Week 2 –
Surround yourself with people who bring out the best in you, people who challenge, inspire, and motivate you to become a better version of yourself.
In studies of army cadets’ fitness testing, the results show that within a squadron the improvement of the group as a whole is directly related to how much better the least-fit cadet got. The discussions goes that – if even the less accomplished or successful members of a group are motivated and committed to improving, the entire group will do better. (I’d cite this but that’d feel too academic.)
This speaks volumes to cultivating an inclusive, motivated culture within your team or club, where everyone, no matter what level they perform at, is seeking to do better – not only for themselves, but for the betterment of the people around them.
Ryan, my younger brother, moved to Norway in September. Norway is THE cross country skiing nation of the world. It is the home to some of the greatest nordic athletes in history. But not only does Norway boast great champions of the sport, they also have phenomenal participation nation-wide.
And that’s what Ryan went there for – the culture, the people, and the opportunity to be fully immersed in the world of skiing.
Back in the fall, he told me about how happily surprised he was with the open discussions on training and technique he and his teammates would have. His team is a mix of World Junior and Norwegian National Championship medalists, mid-pack, and bottom half skiers – but everyone was keen, had something to bring to the conversation, and opinions were valued equally regardless of how fast the holder of the idea was.
This might not sound like much, but I think most people would agree that they’d prefer to get advice from a World Champion than from a guy who came 81st at a continental cup race. And hey, it’s natural. We’re all drawn to success, and we’ll try to emulate or adapt what we see the best people do for our own purposes. But I think this group-growth mindset that Ryan described is a big part of why ski culture thrives in Norway.
To have a group of people with such diverse ability, all equally motivated to improve and pursue success by their own definition – that’s what raises the game. Because for every star performer in a group, there are chasers behind… And if those chasers are motivated, they’ll ramp up the pace and move the whole race forward with them.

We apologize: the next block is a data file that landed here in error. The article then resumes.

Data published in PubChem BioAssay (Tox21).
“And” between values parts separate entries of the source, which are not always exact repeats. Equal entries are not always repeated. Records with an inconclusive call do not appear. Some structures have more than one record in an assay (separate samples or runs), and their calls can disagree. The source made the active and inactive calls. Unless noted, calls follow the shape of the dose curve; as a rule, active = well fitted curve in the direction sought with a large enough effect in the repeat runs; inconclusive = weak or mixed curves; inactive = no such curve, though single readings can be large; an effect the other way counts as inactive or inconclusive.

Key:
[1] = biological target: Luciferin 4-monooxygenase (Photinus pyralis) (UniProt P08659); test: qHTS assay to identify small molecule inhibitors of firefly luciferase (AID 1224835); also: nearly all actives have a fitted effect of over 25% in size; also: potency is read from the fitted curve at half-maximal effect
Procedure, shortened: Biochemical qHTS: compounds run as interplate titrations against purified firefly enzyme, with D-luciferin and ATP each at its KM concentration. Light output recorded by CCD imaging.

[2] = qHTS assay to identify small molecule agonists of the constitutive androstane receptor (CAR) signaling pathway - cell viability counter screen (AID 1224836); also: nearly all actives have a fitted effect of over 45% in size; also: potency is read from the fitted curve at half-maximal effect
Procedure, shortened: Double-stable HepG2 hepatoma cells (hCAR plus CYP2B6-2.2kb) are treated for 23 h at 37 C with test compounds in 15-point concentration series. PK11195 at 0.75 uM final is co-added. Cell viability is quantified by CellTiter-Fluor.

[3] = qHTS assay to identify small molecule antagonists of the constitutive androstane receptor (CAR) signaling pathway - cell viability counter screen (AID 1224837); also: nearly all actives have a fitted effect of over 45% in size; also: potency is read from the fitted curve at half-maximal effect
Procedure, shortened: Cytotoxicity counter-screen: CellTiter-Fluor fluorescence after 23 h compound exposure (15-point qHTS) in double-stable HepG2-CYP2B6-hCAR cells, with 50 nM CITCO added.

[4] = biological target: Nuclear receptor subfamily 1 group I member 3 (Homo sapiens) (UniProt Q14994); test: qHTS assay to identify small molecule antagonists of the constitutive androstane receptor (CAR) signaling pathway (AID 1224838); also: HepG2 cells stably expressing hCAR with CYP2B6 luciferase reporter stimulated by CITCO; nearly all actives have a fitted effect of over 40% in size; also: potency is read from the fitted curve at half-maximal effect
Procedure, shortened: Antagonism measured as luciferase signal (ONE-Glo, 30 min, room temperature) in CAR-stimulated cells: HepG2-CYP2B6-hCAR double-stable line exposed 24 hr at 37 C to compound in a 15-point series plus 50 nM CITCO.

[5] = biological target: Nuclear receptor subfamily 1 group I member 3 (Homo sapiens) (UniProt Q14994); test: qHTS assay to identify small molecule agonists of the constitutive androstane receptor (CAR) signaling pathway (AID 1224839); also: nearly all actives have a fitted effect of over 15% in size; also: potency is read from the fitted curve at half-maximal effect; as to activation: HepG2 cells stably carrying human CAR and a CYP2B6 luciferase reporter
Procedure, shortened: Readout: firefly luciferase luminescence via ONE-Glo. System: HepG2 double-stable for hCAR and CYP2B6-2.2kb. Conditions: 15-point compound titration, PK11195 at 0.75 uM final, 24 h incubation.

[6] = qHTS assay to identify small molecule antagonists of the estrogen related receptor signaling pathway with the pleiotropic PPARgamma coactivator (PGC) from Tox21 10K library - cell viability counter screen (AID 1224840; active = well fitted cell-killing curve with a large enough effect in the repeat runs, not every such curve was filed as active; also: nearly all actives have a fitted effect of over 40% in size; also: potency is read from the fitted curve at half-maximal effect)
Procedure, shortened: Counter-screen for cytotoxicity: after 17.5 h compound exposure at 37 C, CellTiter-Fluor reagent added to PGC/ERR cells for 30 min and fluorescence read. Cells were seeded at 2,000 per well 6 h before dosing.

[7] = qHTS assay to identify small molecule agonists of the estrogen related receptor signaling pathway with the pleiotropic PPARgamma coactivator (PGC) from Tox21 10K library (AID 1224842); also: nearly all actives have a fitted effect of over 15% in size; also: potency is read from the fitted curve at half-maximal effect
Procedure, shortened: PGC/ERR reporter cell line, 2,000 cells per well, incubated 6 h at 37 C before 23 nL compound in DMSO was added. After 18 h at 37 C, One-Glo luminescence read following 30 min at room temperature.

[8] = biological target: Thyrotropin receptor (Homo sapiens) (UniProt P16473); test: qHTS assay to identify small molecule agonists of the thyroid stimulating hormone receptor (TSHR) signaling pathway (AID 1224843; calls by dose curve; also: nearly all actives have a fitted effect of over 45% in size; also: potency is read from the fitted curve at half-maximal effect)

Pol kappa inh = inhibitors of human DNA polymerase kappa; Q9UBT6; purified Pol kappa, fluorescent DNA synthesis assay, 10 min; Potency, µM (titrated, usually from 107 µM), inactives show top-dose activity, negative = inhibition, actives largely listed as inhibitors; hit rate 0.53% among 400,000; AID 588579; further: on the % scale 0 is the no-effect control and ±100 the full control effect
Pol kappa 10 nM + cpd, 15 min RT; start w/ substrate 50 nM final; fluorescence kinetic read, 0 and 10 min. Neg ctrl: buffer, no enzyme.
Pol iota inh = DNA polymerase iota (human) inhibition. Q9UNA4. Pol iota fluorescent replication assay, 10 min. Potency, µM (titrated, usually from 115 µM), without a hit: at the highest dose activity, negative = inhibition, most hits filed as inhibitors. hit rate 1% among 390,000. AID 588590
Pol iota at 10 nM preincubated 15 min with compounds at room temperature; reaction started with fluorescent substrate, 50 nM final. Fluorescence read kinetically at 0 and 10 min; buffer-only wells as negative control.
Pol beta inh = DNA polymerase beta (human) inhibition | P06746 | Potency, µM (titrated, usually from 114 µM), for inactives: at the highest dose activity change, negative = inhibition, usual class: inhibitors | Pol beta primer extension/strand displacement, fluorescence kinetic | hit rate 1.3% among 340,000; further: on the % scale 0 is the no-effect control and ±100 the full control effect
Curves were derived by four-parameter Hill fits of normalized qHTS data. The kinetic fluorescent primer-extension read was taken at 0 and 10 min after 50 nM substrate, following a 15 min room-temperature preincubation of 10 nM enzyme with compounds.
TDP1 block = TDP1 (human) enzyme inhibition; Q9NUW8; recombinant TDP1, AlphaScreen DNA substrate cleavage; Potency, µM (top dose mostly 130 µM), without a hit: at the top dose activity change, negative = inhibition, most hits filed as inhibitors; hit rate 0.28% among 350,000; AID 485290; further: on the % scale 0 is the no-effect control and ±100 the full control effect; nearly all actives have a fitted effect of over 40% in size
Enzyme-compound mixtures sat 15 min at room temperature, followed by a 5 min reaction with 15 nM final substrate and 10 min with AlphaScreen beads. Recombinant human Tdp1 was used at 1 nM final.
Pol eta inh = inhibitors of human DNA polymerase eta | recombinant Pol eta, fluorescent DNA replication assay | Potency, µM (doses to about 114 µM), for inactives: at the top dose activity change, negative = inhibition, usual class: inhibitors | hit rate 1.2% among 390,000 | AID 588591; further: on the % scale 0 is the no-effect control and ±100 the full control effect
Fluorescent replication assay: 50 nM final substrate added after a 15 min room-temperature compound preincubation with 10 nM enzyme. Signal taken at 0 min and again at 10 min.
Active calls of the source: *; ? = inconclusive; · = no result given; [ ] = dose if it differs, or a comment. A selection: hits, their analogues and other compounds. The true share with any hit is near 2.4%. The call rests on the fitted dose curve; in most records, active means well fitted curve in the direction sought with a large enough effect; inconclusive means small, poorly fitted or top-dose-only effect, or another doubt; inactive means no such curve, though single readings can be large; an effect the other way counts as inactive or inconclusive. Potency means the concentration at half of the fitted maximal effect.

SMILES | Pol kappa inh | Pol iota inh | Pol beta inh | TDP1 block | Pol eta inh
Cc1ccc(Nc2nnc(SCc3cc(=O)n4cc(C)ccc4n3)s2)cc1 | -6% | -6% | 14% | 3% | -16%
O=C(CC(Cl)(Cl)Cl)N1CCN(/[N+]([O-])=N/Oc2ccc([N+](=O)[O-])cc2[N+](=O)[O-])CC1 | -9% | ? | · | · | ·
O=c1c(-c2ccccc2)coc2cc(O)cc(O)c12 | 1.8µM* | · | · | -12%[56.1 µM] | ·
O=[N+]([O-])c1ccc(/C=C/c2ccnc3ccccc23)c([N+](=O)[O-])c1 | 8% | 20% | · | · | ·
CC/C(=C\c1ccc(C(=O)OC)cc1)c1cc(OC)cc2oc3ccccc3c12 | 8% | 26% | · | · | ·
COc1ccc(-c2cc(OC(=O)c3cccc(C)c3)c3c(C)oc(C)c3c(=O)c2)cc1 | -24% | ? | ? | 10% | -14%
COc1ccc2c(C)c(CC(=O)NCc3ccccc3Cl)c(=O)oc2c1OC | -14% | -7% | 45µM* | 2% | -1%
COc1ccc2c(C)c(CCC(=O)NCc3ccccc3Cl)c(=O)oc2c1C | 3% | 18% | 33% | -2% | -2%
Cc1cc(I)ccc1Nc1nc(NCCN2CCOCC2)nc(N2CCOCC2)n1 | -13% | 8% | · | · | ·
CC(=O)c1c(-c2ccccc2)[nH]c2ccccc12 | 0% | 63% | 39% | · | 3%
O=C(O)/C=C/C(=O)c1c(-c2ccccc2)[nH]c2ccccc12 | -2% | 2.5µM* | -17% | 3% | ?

Tapiola threshold intervals – 5 October 2016
This was a self-prescribed and directed running workout about a week before the Sawdust Run where I set a PB and course record… I think this period in mid-October was the fittest I’ve ever been in my life.
Tapiola is a small park on the outskirts of Thunder Bay where they have singletrack classic trails in the winter, and in the summer a soccer field with a ~730m grassy track around it. This was a pretty regular summer interval session from Timo when I was on the training centre, and one of the few intensity sessions I actually looked forward to, even though they were long trying efforts.
3×6 laps @ ~3 minutes. 1 lap easy for recovery ~ 5 minutes.
Set 1) 3:02, 3:00, 3:00, 2:57, 2:57, 2:58. Avg HR/Speed – 174/14.7
Set 2) 2:55, 2:57, 2:58, 2:55, 2:56, 2:54. Avg HR/Speed – 179/14.9
Set 3) 2:57, 2:57, 2:57, 2:58, 2:58, 2:59. Avg HR/Speed – 182/14.7
Super solid day! Time passed by quick and I was running pretty quick too. Put the spikes on for the middle set – they’re definitely not comfortable, but light and were nice on the slick grass/grime.
Times were consistent, so was effort. Measured workout, very in control, never felt like I was falling off pace or digging a hole. Recovery seemed easy between intervals, no lactates in the legs either.
It was sort of cool, very humid, and it rained a bit after the first set.
Next post Tuesday.